He has Coleman to thank too, in a roundabout way, for his appearance in this year’s marathon.
It was at a celebration for the commentator’s life at the BBC – after his death at the end of 2013 – that Hemery bumped into Dave Bedford, fellow former athlete and long-time director of the marathon.

Runners in the London Marathon passing Buckingham Palace
“He said, ‘you haven't done London, have you’. And I said: ‘Why would I want to do that, as a sprint hurdler?’
“And he said: ‘Because you could earn your charity a quarter of a million pounds’.”
His charity is an educational one called 21st Century Legacy. Lord Coe asked him to set it up to help the London Olympics deliver on its promise that it would “inspire a generation”, a promise many feel has withered, as playing fields have been sold off and participation in sport has failed to increase.
21st Century Legacy is not about inspiring future sports stars, per se, but giving schoolchildren ambition to “be the best they can be”, even if that means no more than improving their handwriting. It sends inspirational speakers to schools – often former gold medal winners – and trains teachers to “unlock potential”. It has a whiff of management training gobbledegook about it, which is how Hemery has been earning his living for the last couple of decades, after a stint as a teacher himself. There is a lot of talk about “the shift going on in education from a didactic approach to an enhanced facilitation, child-centred style.”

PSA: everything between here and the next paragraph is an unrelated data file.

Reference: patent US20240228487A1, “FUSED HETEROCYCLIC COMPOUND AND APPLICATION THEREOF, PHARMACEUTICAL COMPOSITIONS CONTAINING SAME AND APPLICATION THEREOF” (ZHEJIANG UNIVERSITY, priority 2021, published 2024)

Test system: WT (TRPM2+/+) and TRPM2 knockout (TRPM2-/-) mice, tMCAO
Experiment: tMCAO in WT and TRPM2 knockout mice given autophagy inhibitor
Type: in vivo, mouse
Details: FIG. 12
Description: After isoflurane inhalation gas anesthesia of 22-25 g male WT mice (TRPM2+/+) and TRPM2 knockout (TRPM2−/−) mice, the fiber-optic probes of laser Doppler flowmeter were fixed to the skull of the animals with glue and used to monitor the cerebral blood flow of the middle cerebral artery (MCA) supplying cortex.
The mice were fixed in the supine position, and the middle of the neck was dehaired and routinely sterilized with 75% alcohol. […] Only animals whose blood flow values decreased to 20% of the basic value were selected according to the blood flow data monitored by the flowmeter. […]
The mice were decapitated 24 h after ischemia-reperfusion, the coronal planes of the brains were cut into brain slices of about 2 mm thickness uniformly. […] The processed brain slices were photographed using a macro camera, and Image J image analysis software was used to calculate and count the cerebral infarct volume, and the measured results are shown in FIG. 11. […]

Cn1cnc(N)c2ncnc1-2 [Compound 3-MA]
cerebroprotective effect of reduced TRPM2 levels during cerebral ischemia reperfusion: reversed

But 160,000 schoolchildren have taken the course and Hemery insists the programme leads directly to better behaviour and results within schools.
His own potential is being unlocked come April 27, because he intends to treat the marathon as an extreme form of interval training: running for 48 seconds, his world record time from Mexico, and then walking for a minute. Repeatedly. For 26 miles and 385 yards. It should take 5 and half hours.
“It’s mostly because I can’t sustain a run anymore,” he says.
It will be an impressive feat if he can sustain his sprint-walk for 26 miles, though a number of increasingly senior athletes are hitting the track. Earlier this year, 95-year-old Charles Eugster ran 200m in 55.48 seconds.
There was a time when extreme fitness training was Hemery's bread and butter. In the run up to the Olympics in 1972 he’d do 500 press ups and 500 sits up every single day, and run 10 miles in between.
He's still the same weight as he was in '68 but he now trains by going out with his wife, who rides a horse-drawn carriage across the Wiltshire countryside. “I run beside it, and when I am out of breath, I jump on the back. When I get my breath back, I leap off and run ahead and open the gates.”
His marathon tilt will certainly catch the eye. If only David Coleman were still around to commentate.
• You can sponsor David Hemery's marathon here:http://uk.virginmoneygiving.com/DavidHemery